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(Under)Developing Democracy: Mechanisms of Community-Based Service Provision in Dar es Salaam, Tanzania
Unformatted Document Text:  as performing a government function. And in contrast to the "state-society synergy" approach, in which CBOs and the state are said to complement one another, many CBO leaders see their organizations more as soloists than as accompanists. MECHANISMS Understanding how or why Tanzania's CBOs have come not only to narrow the participatory opportunities of ordinary citizens, to reduce accountability in service provision, but also to extend state power rather place limits on it requires discovery of the mechanisms that generated this particular form of third sector organization. This section identifies two causal mechanisms that have profoundly influenced the democratic role and effects of association: formalization and subsidiarity. Each is discussed in turn. Mechanism One: Legal Formalization Legal formalization is a crucial mechanism in the development of a third sector. It involves groups of individuals adhering to institutionalized forms of organizing collective action. While the legal formalization of organizational structures may not always be a legal requirement of the government, concerned actors may view it as a prerequisite to achieving their goals. Legality or effectiveness notwithstanding, in certain circumstances the formalization mechanism undermines the putative effects of third sector organizations by narrowing the participatory opportunities available to ordinary citizens. That is, while legal formalization may offer short-term benefits to particular individuals and their organizations, it negatively impacts or shapes the broader organizational sphere. By legitimating and favoring one form of third sector organization and discounting or marginalizing others, legal formalization in urban Tanzania has reduced the chorus of citizens' voices to a manageable few. This sub-section of the paper illustrates how state- and donor-sanctioned winnowing of the third sector has created a situation in which only 15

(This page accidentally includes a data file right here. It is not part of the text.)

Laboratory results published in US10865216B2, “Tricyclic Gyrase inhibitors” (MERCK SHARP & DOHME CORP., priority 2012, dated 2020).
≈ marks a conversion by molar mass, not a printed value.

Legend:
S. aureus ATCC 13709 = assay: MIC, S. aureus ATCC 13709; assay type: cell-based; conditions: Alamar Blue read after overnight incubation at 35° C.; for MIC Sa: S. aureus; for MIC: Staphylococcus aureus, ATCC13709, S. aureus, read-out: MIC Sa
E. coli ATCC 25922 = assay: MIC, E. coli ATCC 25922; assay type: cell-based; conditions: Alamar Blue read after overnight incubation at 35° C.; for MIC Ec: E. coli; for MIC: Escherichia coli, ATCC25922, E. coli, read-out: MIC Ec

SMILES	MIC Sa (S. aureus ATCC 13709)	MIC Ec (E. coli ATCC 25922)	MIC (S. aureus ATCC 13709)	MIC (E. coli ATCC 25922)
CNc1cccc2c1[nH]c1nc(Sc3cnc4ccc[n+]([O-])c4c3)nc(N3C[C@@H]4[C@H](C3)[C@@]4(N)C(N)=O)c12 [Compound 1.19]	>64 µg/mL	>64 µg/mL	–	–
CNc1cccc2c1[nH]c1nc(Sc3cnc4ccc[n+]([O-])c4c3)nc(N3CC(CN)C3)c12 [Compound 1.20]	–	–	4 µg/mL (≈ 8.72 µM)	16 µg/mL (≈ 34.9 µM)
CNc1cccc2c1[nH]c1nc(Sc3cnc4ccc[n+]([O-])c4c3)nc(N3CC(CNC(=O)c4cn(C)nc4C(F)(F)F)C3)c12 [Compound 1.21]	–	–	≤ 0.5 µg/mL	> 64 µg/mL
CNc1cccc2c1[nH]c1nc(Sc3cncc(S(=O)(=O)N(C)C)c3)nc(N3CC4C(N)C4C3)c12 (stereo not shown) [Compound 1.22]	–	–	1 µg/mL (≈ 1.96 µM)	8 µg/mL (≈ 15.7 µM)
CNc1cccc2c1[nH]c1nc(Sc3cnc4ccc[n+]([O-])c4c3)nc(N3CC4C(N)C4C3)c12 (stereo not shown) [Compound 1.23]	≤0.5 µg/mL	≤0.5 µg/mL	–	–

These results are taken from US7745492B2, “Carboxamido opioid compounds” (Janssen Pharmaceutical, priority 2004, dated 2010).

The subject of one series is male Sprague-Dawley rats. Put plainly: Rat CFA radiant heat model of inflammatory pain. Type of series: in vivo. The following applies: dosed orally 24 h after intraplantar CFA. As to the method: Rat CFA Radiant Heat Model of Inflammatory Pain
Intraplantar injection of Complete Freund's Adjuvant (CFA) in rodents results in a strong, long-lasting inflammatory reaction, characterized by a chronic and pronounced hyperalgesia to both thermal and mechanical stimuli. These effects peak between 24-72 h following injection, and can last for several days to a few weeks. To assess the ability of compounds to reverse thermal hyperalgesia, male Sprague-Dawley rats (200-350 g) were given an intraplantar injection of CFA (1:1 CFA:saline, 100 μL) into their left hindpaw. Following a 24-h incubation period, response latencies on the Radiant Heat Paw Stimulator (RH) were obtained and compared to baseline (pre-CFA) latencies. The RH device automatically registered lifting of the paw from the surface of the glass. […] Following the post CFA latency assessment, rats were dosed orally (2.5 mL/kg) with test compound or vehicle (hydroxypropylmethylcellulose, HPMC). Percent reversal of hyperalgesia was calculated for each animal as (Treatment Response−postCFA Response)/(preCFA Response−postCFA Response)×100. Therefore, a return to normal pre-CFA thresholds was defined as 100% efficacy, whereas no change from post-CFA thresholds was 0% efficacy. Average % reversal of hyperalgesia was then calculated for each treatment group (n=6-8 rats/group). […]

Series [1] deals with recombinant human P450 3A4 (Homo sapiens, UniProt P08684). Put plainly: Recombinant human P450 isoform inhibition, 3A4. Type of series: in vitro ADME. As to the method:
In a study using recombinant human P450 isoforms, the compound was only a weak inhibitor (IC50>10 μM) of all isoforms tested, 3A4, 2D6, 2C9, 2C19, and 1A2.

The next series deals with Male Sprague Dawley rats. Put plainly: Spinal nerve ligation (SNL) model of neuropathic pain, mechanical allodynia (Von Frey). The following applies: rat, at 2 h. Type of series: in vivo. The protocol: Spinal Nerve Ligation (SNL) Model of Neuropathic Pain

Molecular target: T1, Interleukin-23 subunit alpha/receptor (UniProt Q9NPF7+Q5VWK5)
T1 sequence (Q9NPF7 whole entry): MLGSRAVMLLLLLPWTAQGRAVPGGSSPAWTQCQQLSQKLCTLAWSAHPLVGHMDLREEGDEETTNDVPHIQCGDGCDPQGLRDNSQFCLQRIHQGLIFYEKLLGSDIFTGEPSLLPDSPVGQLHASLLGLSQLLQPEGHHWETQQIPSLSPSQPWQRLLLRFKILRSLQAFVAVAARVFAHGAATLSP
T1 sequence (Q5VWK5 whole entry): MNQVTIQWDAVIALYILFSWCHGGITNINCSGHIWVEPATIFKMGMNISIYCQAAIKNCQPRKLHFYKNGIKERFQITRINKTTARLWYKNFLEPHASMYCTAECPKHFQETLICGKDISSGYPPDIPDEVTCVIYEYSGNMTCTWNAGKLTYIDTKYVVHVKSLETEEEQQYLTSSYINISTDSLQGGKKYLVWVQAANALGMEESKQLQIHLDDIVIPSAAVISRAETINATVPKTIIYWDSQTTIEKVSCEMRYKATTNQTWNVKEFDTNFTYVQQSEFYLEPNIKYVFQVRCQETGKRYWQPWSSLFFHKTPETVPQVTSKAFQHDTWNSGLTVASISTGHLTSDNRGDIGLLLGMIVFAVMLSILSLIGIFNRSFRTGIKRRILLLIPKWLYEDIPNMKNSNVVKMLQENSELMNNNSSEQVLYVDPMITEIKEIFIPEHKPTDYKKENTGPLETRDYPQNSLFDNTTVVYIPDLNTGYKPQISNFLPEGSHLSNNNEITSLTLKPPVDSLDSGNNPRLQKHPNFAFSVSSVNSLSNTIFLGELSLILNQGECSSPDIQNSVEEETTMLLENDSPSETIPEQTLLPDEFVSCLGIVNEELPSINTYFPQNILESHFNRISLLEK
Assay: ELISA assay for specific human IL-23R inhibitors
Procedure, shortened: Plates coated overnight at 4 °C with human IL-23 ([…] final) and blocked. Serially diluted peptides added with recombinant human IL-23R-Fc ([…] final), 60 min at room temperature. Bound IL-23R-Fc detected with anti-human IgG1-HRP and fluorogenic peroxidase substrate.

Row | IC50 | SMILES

Authors: Dill, Brian.
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as performing a government function. And in contrast to the "state-society synergy" approach, in
which CBOs and the state are said to complement one another, many CBO leaders see their
organizations more as soloists than as accompanists.
MECHANISMS
Understanding how or why Tanzania's CBOs have come not only to narrow the participatory
opportunities of ordinary citizens, to reduce accountability in service provision, but also to
extend state power rather place limits on it requires discovery of the mechanisms that generated
this particular form of third sector organization. This section identifies two causal mechanisms
that have profoundly influenced the democratic role and effects of association: formalization and
subsidiarity. Each is discussed in turn.
Mechanism One: Legal Formalization
Legal formalization is a crucial mechanism in the development of a third sector. It involves
groups of individuals adhering to institutionalized forms of organizing collective action. While
the legal formalization of organizational structures may not always be a legal requirement of the
government, concerned actors may view it as a prerequisite to achieving their goals. Legality or
effectiveness notwithstanding, in certain circumstances the formalization mechanism undermines
the putative effects of third sector organizations by narrowing the participatory opportunities
available to ordinary citizens. That is, while legal formalization may offer short-term benefits to
particular individuals and their organizations, it negatively impacts or shapes the broader
organizational sphere. By legitimating and favoring one form of third sector organization and
discounting or marginalizing others, legal formalization in urban Tanzania has reduced the
chorus of citizens' voices to a manageable few. This sub-section of the paper illustrates how
state- and donor-sanctioned winnowing of the third sector has created a situation in which only
15


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